I’ve been meaning to read The Coldest Winter Ever by Sister Souljah for years, but every time I tried to get it at the library, all the copies were gone, and all the e-books checked out. How could that be, I thought? This book came out in 1999. Some call it trash while others refer to it as a classic, but you can’t deny that people want to read The Coldest Winter Ever.
Winter Santiaga, at sixteen, is the oldest child of a drug lord with a small empire in Brooklyn. She has three younger sisters and a “bad bitch” mom, a term used for women who handle their business and always look expensive and behave with class. When her father decides to move up in the world, he relocates the family to a Long Island mansion where Winter complains how bored she is without her friends and regular sex. But when her father and his entire ring is busted and sent to prison, the family’s new house, all the possessions inside, and the new vehicle in the driveway are confiscated by the FBI because they were purchased with drug money. Winter’s mom and three younger sisters are all split up, essentially homeless, penniless, yet still looking for a way to climb the social ladder. Winter escapes child protective services and fights for status, all while trying to survive.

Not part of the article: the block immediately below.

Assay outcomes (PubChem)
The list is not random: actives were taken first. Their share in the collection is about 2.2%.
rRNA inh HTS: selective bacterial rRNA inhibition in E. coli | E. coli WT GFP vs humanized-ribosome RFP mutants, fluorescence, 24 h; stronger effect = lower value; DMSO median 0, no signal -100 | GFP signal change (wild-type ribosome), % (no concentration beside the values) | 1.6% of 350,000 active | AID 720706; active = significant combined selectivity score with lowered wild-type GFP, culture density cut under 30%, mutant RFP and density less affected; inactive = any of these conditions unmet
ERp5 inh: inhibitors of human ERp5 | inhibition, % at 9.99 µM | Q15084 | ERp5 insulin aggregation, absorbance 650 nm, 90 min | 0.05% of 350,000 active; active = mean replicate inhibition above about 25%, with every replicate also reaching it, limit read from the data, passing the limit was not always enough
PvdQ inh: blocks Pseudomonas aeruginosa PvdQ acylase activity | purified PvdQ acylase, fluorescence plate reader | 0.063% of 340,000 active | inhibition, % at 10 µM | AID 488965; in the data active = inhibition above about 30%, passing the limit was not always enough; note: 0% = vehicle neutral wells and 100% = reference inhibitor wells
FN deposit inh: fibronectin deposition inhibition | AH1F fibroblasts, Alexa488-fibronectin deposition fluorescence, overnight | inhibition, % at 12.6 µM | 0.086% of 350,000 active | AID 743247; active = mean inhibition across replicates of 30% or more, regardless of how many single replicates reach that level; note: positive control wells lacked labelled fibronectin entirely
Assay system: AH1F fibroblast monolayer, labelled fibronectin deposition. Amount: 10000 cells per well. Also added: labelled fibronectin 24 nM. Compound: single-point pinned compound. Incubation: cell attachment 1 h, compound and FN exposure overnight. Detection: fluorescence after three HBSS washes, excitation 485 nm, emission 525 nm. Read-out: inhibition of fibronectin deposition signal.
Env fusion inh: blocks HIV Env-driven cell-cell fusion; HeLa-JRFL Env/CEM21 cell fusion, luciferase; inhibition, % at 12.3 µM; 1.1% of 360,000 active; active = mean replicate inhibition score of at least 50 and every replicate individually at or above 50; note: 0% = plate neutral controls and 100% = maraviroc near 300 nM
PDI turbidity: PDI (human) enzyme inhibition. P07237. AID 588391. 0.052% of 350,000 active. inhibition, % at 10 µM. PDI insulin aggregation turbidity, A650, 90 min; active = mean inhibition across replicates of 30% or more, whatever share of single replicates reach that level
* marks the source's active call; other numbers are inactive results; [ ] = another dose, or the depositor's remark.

The Coldest Winter Ever is described in a number of ways: street lit, urban fiction. It’s setting: the ghetto, the projects, the hood. It’s characters: ghetto girls and thugs. I’m personally not comfortable with any of these terms; they all conjure negative images that makes you pay less attention to the novel . . . but also serve to give you an accurate depiction of the setting, character, and contents. It can be both ways. A heads up, the writing is incredibly graphic in places. Winter Santiaga is focused on buying brand-name clothes, sitting in the hottest ride, attending the best parties, flashing jewels (not jewelry?), getting her hair and nails done, and satisfying her sexual needs. All at sixteen, mind you. Her girlfriends are lesser versions of herself, the guys all connected to the hip hop or drug industries. So, when it’s so easy to say that this type of book glorifies guns, drugs, sex, and materialism, why would I prompt you to read it?
Firstly, it’s a classic. You can Google the title and author to see loads of articles about the impact The Coldest Winter Ever had on the hip hop generation, black teen girls, and publishing works like Souljah’s. Some folks condemn the novel as dangerous, while others feel “seen.” I think Souljah’s book is deeper than you might first think, which is why I recommend it. For instance, because Winter has grown up — from birth — in “Black royalty” as a drug lord’s daughter, she thinks she understands what it means to survive in that world, when really her father has worked hard to shelter her from the worst of it. After Winter leaves Long Island to party in Brooklyn, her father berates her. She claims, “I went home. I went to Brooklyn. I went to the only place I know. Where my peoples is at. Where everybody knows me. Those are my streets, Daddy!” In a cutting moment, the author reveals how naive Winter is with her father’s response: “Do you think those streets love you? Those streets don’t love you. They don’t even know you. . . . The street don’t love nobody.” By proxy, Winter thinks she has what it takes at sixteen to live the same dangerous life as a ring of drug dealers, but Sister Souljah puts this main character in so many situations that prove how ignorant Winter is, thus condemning drugs and drug dealers.